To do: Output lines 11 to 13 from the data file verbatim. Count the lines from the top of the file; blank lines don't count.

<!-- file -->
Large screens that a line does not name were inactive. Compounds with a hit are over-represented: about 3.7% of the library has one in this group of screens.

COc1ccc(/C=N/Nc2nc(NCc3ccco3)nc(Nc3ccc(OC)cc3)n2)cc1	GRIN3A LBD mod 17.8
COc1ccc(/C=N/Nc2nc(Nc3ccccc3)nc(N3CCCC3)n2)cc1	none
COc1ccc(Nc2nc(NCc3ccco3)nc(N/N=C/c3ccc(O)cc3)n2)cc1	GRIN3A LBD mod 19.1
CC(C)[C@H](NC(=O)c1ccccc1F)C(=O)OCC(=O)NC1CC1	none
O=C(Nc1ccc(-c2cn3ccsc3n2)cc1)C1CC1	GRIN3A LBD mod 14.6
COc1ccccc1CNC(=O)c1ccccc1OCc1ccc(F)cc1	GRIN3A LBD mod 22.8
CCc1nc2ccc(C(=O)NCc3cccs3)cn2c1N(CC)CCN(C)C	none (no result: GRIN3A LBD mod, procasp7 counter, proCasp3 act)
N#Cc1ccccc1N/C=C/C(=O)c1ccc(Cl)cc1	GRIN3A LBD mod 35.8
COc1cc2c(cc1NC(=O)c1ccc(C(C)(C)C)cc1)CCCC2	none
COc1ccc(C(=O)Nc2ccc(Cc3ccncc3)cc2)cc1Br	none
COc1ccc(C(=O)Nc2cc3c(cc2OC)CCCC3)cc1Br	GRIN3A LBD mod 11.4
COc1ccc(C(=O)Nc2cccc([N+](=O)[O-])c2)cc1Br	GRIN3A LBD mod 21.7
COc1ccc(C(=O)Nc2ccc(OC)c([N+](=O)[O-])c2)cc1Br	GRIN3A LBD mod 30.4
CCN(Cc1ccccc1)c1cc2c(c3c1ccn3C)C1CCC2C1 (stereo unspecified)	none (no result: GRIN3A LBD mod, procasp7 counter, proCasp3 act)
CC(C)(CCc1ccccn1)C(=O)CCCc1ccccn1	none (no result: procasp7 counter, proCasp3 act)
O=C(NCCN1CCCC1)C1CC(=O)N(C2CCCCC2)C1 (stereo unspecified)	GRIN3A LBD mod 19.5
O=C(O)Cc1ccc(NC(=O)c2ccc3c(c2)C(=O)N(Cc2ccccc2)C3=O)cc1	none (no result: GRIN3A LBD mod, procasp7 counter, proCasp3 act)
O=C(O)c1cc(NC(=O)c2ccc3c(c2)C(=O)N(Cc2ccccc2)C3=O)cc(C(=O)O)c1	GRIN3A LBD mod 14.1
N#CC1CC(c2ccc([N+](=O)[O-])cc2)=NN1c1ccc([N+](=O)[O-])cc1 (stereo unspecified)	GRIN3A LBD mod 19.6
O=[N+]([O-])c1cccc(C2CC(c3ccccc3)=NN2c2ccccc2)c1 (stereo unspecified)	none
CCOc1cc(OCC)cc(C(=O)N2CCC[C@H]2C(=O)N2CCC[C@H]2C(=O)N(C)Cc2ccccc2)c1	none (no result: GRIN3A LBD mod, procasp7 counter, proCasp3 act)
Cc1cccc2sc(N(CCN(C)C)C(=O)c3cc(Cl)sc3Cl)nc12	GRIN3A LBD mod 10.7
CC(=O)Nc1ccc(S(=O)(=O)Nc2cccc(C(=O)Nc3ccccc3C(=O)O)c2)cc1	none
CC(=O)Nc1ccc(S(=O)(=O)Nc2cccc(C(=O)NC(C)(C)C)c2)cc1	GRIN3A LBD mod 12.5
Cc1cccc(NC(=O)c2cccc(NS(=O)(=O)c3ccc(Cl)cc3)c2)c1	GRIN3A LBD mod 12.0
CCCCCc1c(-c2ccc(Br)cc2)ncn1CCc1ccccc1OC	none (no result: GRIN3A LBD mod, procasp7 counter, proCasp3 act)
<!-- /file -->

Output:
COc1ccc(C(=O)Nc2ccc(Cc3ccncc3)cc2)cc1Br	none
COc1ccc(C(=O)Nc2cc3c(cc2OC)CCCC3)cc1Br	GRIN3A LBD mod 11.4
COc1ccc(C(=O)Nc2cccc([N+](=O)[O-])c2)cc1Br	GRIN3A LBD mod 21.7